Unrest costs Kashmir R8,000 cr
Kashmir has 25,000 hotel rooms. Till June 80 per cent were occupied. Today almost all are vacant.Updated: Sep 02, 2010 01:58 IST
Kashmir has 25,000 hotel rooms. Till June 80 per cent were occupied. Today almost all are vacant.
Kashmir has about 2 lakh small shopkeepers, street vendors and cart pullers. Most of them have remained indoors during shutdowns and curfews.
The past 80 days of violence and strife in Kashmir have not only cost 65 civilian lives but hurt the region's economy hard. Industry organisations have estimated that Jammu and Kashmir has lost about Rs 8,000 crore in these past 80 days.
Shakeel Qalandar, president of the Federation Chamber of Industries Kashmir said the state has 4 lakh enterprises comprising of 12 lakh people. "Almost half of them are one-man or two-men enterprises such as shopkeepers, street vendors and cart pullers. All of them are directly affected by shutdowns and curfews," he said.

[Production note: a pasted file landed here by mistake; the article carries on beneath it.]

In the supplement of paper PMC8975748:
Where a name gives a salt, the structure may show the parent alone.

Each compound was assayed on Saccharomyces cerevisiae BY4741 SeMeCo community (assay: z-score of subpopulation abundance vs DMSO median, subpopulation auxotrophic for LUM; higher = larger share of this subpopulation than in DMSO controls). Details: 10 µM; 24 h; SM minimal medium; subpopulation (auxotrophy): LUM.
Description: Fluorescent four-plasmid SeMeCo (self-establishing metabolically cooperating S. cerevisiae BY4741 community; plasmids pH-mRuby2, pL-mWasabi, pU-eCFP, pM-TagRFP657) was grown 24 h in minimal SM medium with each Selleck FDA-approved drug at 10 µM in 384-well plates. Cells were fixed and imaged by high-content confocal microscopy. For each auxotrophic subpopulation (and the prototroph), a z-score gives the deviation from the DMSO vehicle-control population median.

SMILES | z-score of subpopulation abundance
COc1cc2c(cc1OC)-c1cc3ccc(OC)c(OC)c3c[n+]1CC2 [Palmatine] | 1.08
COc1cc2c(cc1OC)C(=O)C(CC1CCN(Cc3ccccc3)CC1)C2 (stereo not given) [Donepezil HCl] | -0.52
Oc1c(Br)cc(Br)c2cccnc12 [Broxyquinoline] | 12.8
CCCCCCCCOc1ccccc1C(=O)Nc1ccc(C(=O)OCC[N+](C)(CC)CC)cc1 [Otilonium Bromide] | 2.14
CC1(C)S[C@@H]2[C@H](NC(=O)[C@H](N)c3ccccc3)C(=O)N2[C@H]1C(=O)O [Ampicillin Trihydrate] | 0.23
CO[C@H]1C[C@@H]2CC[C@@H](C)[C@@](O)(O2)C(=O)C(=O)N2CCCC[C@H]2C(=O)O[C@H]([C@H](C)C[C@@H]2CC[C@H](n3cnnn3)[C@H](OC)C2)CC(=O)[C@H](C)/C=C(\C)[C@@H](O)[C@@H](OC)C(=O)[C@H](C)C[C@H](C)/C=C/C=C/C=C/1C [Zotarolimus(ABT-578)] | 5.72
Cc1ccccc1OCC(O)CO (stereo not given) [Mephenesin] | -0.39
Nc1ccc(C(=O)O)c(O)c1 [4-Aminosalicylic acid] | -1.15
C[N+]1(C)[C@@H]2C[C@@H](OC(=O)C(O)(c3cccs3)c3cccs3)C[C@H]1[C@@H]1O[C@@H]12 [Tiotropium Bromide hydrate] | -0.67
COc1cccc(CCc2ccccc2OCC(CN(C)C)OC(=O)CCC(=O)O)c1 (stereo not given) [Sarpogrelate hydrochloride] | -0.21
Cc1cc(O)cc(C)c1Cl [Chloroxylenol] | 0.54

Qalandar said the state incurs a loss of about Rs 100 crore for a single day of shutdown or curfew. "That means we have lost about Rs 8,000 crore in these past 80 days of unrest."
The tourism industry, the backbone of the region's economy, has been hit the hardest.
"We have almost 1,000 hotels across Kashmir, with a capacity of 25,000 rooms, besides eateries, restaurants and coffee shops. All of them are vacant. We have not laid our staff off as yet but sent some of them back to their homes," said Siraj Ahmad, president of the Kashmir Hoteliers and Restaurants Association.
He said that if the situation does not improve hotels would be forced to close down like they did in the 1990s, the worst phase of militancy. "We will have only two alternatives then -- to lay off the staff or slash their salaries by almost half. For, once we close the hotels, we won't need the staff," he said.
The corporate sector has not been spared either. An employee with HDFC Standard Life Insurance said, "For the past three months business has been negligible. The company is now thinking of reducing the number of units in the Valley. A list of employees to be laid off has already been drawn up if the situation continues like this. Everybody is distressed."